The story of the Flying Burrito Brothers, probably best known as the bridge between the Byrds and Gram Parsons’ solo career, is brief and oft-told. Any biography of Parsons—and there have been many, most notably by Ben Fong-Torres, Sid Griffin, and David Meyer—will delve into the relevant period of the Burritos’ history. But, as Parsons’ tenure with the pioneering country-rock outfit was abbreviated, those books have told only half the story.
John Einarson’s new biography of the Burrito Brothers, written with co-founder and longest-serving original member Chris Hillman, attempts to redress the oversight of the post-Parsons band by following their story to its conclusion. But that’s not its only goal. Hillman says in the introduction, “Certainly Gram’s mystique has overshadowed me. I know that. He overshadows all of us in the Burritos, even if we’ve gone on to bigger careers since, like Bernie [Leadon] in the Eagles. I don’t want to dwell on it. It just is what it is.” And yet Hillman also calls Parsons “the Paris Hilton of rock ‘n’ roll,” and all but dismisses the entirety of his output: his vocals on the Byrds’ Sweetheart of the Rodeo “aren’t that good.”
The only Burritos-era Parsons songs worthy of high praise are “Hot Burrito #1” and “Hot Burrito #2”, and of his solo albums Hillman says: “Some of it makes my skin crawl. It’s just bad country music.” The song “$1000 Wedding”, which is usually held up as an example of Parsons at his very best, comes in for particularly harsh criticism from Hillman on several occasions. Einarson even adds: “It’s not one of his finest hours, and the decision to take it out of contention for the second Burritos album, despite a scarcity of material, was a wise one.” I suspect you’d be hard pressed to find many Parsons or Burrito Brothers fans who agree with that point of view.
It’s true that the Cult of Parsons has grown considerably over the last decade or so, with CD reissues, books, documentaries, and the mildly amusing comedy Grand Theft Parsons appearing to capitalize on his commercial viability. And that must get frustrating for someone like Chris Hillman, who worked hard for years with absolute professionalism, didn’t die at 26, and will probably never get the attention he deserves. He says he doesn’t “want to dwell on it,” but come on. Hot Burritos is the obvious result of Hillman (via Einarson) dwelling on it for 300 pages, winding up with a pathetic-sounding plea for induction into the rock and country halls of fame.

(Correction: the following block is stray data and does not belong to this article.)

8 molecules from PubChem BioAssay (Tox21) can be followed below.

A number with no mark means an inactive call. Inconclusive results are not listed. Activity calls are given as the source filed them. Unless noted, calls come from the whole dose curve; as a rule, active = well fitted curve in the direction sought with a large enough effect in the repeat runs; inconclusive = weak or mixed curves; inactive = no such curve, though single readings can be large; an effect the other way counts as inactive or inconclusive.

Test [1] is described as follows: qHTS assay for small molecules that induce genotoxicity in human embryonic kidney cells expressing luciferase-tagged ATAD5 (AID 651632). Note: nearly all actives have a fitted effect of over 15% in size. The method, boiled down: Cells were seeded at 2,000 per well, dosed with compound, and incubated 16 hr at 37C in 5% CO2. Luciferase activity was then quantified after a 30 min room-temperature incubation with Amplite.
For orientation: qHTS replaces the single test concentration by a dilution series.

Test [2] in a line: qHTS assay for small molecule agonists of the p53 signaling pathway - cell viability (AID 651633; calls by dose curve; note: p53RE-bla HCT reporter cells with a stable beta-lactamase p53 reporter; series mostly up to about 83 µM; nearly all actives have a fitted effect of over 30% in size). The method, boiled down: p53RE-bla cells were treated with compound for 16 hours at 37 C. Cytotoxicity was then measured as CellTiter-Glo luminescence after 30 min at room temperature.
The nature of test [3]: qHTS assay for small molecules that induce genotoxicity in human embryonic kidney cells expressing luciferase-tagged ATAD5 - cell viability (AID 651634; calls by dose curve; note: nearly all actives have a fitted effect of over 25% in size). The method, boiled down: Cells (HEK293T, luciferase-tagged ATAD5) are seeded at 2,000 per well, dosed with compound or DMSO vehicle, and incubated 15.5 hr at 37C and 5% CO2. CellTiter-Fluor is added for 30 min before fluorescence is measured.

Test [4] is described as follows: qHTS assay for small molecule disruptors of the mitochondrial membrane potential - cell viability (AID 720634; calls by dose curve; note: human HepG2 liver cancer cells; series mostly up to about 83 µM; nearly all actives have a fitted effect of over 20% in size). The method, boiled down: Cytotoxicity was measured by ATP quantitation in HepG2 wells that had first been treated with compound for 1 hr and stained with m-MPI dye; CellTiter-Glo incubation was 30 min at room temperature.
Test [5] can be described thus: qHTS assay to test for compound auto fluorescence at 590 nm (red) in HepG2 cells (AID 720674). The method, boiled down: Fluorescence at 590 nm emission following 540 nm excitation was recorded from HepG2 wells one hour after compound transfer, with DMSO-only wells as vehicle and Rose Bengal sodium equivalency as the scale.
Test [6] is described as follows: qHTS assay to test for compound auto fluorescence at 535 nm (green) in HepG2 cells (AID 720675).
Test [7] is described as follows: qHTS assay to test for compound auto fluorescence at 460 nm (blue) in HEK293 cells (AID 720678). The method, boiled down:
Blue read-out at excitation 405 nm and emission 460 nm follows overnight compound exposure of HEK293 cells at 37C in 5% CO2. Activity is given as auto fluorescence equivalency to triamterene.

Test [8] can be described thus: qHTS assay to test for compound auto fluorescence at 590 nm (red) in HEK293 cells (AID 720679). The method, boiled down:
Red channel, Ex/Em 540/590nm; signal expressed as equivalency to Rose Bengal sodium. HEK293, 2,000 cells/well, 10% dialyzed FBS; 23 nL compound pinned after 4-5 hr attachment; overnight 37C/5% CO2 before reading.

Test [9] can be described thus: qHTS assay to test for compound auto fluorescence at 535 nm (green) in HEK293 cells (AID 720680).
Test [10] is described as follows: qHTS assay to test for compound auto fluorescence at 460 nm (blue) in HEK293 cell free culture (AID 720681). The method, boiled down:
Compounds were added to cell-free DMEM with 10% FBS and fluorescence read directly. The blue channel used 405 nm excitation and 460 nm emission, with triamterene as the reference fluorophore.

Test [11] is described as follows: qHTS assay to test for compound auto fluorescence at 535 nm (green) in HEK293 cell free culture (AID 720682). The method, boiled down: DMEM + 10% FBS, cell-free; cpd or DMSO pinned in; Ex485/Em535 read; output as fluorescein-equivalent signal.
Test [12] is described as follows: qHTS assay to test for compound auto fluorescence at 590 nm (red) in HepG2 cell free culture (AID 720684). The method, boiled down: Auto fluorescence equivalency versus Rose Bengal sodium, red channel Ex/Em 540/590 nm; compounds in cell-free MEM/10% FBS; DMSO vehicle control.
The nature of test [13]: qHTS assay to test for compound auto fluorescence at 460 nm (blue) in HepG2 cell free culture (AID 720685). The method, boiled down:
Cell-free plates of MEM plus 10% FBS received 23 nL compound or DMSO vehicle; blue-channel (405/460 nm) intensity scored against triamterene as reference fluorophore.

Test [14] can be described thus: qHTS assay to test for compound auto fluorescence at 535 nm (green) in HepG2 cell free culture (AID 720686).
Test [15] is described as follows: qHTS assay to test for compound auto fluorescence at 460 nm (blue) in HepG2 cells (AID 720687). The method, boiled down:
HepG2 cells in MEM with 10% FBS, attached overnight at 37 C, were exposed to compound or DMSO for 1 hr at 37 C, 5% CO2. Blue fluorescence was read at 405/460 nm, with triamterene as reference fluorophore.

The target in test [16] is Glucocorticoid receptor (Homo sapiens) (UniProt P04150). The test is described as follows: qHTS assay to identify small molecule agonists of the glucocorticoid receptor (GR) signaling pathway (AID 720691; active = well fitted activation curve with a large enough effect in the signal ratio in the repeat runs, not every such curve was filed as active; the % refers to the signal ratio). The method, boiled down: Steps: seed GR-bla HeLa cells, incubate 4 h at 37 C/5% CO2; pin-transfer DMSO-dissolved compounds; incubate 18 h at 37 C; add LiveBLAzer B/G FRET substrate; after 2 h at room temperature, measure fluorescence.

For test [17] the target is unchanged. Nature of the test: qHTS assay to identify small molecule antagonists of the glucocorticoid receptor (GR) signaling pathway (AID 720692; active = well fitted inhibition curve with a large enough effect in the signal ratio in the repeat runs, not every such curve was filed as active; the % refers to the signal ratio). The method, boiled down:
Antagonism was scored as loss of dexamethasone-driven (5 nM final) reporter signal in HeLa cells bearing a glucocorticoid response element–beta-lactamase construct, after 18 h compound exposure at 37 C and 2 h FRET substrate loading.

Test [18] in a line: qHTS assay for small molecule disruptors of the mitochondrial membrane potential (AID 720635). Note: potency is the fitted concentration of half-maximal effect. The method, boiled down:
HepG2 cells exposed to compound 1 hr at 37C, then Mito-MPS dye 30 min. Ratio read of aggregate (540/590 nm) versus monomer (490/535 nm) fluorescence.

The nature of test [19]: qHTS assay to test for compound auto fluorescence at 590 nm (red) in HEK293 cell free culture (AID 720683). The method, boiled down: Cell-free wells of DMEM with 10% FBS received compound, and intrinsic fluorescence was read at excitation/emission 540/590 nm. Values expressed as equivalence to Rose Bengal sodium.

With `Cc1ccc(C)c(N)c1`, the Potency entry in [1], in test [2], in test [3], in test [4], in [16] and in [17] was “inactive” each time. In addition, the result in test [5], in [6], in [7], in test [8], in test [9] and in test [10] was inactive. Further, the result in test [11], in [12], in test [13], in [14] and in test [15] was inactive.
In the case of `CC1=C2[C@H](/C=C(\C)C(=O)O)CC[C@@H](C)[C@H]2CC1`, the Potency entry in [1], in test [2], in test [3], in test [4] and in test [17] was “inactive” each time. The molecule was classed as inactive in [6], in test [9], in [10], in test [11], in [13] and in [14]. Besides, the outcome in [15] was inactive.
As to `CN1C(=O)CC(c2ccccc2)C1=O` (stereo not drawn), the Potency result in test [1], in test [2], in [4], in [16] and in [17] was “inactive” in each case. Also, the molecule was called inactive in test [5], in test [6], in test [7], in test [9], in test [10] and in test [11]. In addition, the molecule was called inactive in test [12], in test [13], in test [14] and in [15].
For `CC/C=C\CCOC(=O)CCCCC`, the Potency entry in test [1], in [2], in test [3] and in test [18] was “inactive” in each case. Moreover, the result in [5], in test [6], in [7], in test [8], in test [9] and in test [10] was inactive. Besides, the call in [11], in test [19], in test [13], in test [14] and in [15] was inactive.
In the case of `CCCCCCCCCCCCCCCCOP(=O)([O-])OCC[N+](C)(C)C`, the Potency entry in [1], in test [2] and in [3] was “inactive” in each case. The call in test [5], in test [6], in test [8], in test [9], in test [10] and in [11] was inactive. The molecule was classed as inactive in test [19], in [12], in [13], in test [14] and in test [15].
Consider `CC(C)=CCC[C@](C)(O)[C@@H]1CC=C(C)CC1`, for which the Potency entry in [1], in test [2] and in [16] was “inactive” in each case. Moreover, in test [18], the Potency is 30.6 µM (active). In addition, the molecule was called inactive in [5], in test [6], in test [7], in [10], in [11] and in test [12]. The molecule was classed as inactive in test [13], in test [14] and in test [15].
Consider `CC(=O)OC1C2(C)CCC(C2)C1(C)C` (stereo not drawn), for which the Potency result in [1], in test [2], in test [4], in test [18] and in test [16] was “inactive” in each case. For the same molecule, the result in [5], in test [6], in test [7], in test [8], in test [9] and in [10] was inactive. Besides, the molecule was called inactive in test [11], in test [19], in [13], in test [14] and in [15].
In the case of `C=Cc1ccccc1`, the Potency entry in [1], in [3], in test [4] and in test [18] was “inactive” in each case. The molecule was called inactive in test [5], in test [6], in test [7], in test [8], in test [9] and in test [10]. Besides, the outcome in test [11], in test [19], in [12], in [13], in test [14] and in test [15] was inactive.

And what a long 300 pages it is at times. It’s obvious that Einarson talked to everyone he could, and this range of voices gives the book a thoroughness that will probably make it the definitive version of the Burrito Brothers’ story. On the downside, it’s also an occasionally sloppy and often redundant book. Aside from any number of careless typos, simple editing would’ve caught references to “Seals and Croft” and “John Prince” (alleged author of “There’s a Needle in Daddy’s Arm Where All the Money Goes”, better known as “Sam Stone”), and repeated references to the post-Burritos trio of “Souther, Hillman and Furay” are irritating if you know that that group was actually called “The Souther-Hillman-Furay Band.” Einarson could have thrown a [sic] in there every once in awhile if he didn’t want to correct a quote. But he doesn’t, and the result is that the book just seems like it needed an editor.
Perhaps more frustrating are the redundancies, because they probably tack 50 unnecessary pages onto the book: the multiple references to the latter-day Burritos as “a dead horse,” the brief biography of Buffalo Springfield on page 276 long after we first heard about them (according to the index it’s the book’s ninth reference to that group), the tired use of the “too rock for country, too country for rock” cliche, all the mentions of how the Eagles took what the Burritos and others started and used it to make money, and more. And sometimes this stuff happens only paragraphs apart. It seems like Einarson was more eager to include multiple perspectives, no matter how much they overlapped, than he was to craft a flowing narrative.
Hot Burritos does go further than any other book out there in terms of its coverage of the post-Parsons Burrito Brothers—the last third of the book takes place after Parsons was sacked—but it’s questionable whether there’s much of an audience for the final chapters. Einarson and Hillman can try all they want to make the case for the third and fourth Burrito Brothers albums, and criticize the “roughness” of The Gilded Palace of Sin, but there aren’t many listeners who are going to agree. Selling the majority of readers on the idea that Parsons was the weak link in the original band is going to be practically impossible, especially when Parsons fans are the folks most likely to pick up Hot Burritos in the first place. If they have access to the music itself, they’re likely to hear soullessness in the latter-day albums where Hillman hears consummate professionalism, and a whole lot of heart in the Parsons records (particularly Gilded Palace) where Hillman hears missed opportunities and flaws, particularly those of Gram Parsons.
It’s all a matter of perspective, and although Hillman’s is long overdue, it also comes across too often as a mean-spirited attempt to knock Parsons off his pedestal. I suspect it won’t work in the long run.